Thursday, November 06, 2008

Malaysian Political Imagination and the Novel

While Malaysia is anything but a full-fledged democracy, its relative openness permits a spectrum of debate, which allows for a certain flowering of creativity. ...

... Samarasan, Aw, Tan, and Tei matter because, being from an ethnic minority, they provide a different perspective to Malaysia's divided polity, given that Malaysia's preferential policies benefit the majority, and not minority, communities. Furthermore, these writers provide a local voice looking at the country and its past. This is important, because until recently, fiction about Malaysia or Singapore looked at the region from an outsider's perspective, with the natives offering colourful backdrop ...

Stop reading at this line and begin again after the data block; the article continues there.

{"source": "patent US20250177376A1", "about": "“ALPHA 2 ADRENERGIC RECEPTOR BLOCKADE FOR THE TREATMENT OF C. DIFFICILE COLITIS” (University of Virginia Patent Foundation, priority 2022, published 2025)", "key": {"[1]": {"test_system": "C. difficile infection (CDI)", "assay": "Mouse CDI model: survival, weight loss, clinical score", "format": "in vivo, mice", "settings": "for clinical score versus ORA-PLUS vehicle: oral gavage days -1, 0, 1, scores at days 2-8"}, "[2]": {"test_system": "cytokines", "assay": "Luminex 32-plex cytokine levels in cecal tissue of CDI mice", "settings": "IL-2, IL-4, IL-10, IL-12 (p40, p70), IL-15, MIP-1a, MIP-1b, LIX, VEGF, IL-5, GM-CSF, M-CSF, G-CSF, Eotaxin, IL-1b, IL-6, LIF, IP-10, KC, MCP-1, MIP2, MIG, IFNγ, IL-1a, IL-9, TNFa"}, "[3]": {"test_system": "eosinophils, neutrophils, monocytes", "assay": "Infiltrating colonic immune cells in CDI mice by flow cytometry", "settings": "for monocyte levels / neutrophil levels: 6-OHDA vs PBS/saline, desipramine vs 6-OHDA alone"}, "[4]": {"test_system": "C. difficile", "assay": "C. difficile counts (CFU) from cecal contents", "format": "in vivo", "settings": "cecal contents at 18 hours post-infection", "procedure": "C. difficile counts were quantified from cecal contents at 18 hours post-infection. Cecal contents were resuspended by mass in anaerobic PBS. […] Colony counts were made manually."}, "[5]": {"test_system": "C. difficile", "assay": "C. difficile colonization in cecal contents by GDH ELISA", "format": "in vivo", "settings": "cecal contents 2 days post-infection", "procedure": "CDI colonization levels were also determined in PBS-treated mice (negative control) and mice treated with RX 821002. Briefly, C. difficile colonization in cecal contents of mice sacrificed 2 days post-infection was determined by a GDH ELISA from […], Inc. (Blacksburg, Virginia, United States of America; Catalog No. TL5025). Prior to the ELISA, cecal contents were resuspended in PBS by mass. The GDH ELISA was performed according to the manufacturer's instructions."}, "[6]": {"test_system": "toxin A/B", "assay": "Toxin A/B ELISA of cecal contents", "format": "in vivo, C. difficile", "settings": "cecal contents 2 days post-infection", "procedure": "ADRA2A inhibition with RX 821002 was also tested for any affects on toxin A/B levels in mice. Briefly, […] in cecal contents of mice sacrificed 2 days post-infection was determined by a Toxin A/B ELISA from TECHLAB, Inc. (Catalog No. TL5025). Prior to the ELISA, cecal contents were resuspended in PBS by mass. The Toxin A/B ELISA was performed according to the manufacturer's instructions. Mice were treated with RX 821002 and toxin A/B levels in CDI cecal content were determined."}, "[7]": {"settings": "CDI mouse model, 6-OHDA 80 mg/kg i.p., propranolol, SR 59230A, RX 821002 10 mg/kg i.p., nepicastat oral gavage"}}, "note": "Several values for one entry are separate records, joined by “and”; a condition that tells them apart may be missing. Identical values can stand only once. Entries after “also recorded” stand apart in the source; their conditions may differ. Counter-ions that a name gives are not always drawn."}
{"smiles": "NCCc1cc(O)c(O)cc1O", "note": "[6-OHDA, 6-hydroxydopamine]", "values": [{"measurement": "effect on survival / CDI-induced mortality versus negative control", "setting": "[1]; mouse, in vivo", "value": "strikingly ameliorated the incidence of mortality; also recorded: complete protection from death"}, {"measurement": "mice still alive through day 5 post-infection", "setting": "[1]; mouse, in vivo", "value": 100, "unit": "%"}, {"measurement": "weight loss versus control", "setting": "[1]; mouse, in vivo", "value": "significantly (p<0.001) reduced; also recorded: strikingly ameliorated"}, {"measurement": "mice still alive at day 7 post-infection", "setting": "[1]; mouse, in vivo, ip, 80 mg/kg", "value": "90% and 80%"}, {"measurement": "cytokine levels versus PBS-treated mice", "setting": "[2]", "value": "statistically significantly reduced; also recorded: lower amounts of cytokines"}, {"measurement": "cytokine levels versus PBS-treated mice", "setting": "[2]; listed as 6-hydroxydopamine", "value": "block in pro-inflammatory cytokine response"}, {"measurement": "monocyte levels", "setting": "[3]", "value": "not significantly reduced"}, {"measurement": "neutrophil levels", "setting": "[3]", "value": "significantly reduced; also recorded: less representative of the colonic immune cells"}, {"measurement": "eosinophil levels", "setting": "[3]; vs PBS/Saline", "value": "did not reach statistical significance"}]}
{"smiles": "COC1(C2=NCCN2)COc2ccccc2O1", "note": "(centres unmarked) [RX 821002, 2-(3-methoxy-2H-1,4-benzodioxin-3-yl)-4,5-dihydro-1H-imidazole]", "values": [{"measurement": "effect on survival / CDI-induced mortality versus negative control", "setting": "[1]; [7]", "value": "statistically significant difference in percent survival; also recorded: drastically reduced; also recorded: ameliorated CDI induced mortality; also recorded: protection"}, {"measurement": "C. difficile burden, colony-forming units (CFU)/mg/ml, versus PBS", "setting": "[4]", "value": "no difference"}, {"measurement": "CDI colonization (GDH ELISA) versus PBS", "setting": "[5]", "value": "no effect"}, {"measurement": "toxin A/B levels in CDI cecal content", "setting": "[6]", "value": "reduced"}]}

Salil Tripathy pens a very important piece on the political imagination and literature of Malaysia and Singapore for the current issue of the Indian literary journal Biblio. You will need to subscribe to the journal to access the full piece.

In the same issue there's also a very nice piece about the litbloggers of Asia by Jai Arjun (who blogs at Jabberwock). Jai very kindly writes about my blog, and also mentions other local bloggers doing a great job - namely Amir, Eric, Glenda. (This article can be read for free but you need to register first).

3 comments:

X said...

What does democracy have to do with openness?

Anonymous said...

I can't open the link, but the extract posted doesn't make sense. Samarasan, tan and aw (no idea who tei is) wrote stories and I didn't get a sense of them trying to give a perspective of an "ethnic minority" who don't get privileges. This sounds like an outsider who doesn't appreciate how the natives think.

Animah

bibliobibuli said...

Tei of course is Chiew-Siah! (Tut-tut Animah!)

Sorry I can't post more up here, I wonder what you would think of the rest.